- Thought Leadership
Summertime brings up countless memories for many of us. I can’t forget the sweet ring of the school bell at 3 p.m. on the last day of school. Freedom! Well, for a little while, anyway.
Whether as a kid you spent summer swimming, playing sports with family and friends or honing your archery skills at summer camp, you can’t deny summer break was a time you always excitedly anticipated.
Kids in our sponsored communities are no different than we were at that age. They enjoy this break just as much as anyone and it’s interesting to find out how they celebrate this break from their studies.
India is known for its cultural and religious diversity, and everyone likes getting in on the celebration of holidays commemorating holy traditions — even our sponsored kids. One such holiday is the Holi Festival of Colors, which celebrates the beginning of spring and the abundance of the upcoming harvest season.
Celebrated near the end of March, kids participate by throwing colorful powder and spraying colored water at each other and dancing under water sprinklers.
Another way kids in India spend their free time is by playing cricket. As India’s unofficial national sport, children nationwide play pickup games of street cricket (also known as “gully cricket”). It’s not uncommon to find kids playing with homemade bats and improvised rules.
If not playing cricket in the streets, you can usually find kids in their homes playing Uffangali. This popular game requires only a smooth surface and a large pile of either dried seeds or beans. Players blow these piles of seeds or beans, with the object to scatter as many as possible away from the pile. Those scattered then have to be picked up one by one without disturbing neighboring seeds and placed in a new pile. The winner is the one with the largest pile at the end of the game.
Soccer is a hugely popular sport in Lusaka, so it’s no wonder that teens love to practice and show off their soccer skills!
Kids in Zambia enjoy taking part in summer activities just like any other kid across the globe. Soccer is the most popular sport in Zambia, as it is in many other areas around the world, but many children don’t always have access to a soccer ball. They instead may bundle some old rags tightly together to play with in place of a ball — this game is called ichimpombwa. Isolo is another traditional game children like to play in Zambia, which requires a wooden board (similarly shaped like an egg carton) and a few stones or seeds. The object of the game is to capture all of their opponents’ pieces.
Just because school is out doesn’t mean kids stop participating in CI programs. In fact, this time is when community centers offer more activities to engage children and teens. Programs like our Social and Financial Education program teach valuable life skills such as critical and creative thinking and decision-making.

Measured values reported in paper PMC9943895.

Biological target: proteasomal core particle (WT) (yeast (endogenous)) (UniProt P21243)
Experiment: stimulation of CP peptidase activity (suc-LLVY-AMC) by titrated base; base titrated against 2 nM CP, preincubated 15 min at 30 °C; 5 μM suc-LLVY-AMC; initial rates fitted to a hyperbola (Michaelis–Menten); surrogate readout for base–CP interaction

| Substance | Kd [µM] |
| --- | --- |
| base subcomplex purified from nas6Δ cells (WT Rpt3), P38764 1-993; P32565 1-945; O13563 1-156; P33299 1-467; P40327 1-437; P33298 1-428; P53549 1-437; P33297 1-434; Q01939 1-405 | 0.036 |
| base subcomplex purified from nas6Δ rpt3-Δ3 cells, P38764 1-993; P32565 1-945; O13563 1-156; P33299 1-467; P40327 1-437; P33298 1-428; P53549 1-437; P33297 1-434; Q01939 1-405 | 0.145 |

A component of this program includes social enterprise projects in which youth engage with their communities. Last year in Kolkata, India, teens wrote messages about the negative effects of child marriage and then organized a kite-flying competition to spread awareness about the topic in their community.
One of the CI teens in Kolkata, Najimuddin (16) is physically challenged and was oftentimes neglected by his peers, making him more shy and timid than most kids his age. Through the Social and Financial Education program, his internal strength greatly increased, despite his physical limitations. This rise in self-confidence even pushed him to participate in a drama during a community awareness activity. After receiving a huge round of applause for his performance, Najimuddin had some words to share: “Today I am able to speak in front of so many people only because of the training; its first component — personal understanding and self-exploration — helped me to break from my inferiority complex.”
In Lusaka, the Community Youth Reporter program teaches youth valuable skills like photography, writing and video editing. This program also gives the youth the opportunity to share their voice and inform others about their communities.
No matter how much their living conditions may differ from ours, we can relate to all of our sponsored children in terms of how much they enjoy their free time. Regardless of which area of the world they live in, one thing is certain — laughter is the universal language of children of all ages, and bringing this joy to these kids is something that CI supporters help provide.
A variation of checkers, Dama is a famous traditional board game in the Philippines. The game is played on a wooden board with 10 squares and 14 end points. Considered to be one of the most famous games in the Philippines, Dama actually originated from Ancient Egypt.
We captured some kids playing this popular game at their community center in the Philippines: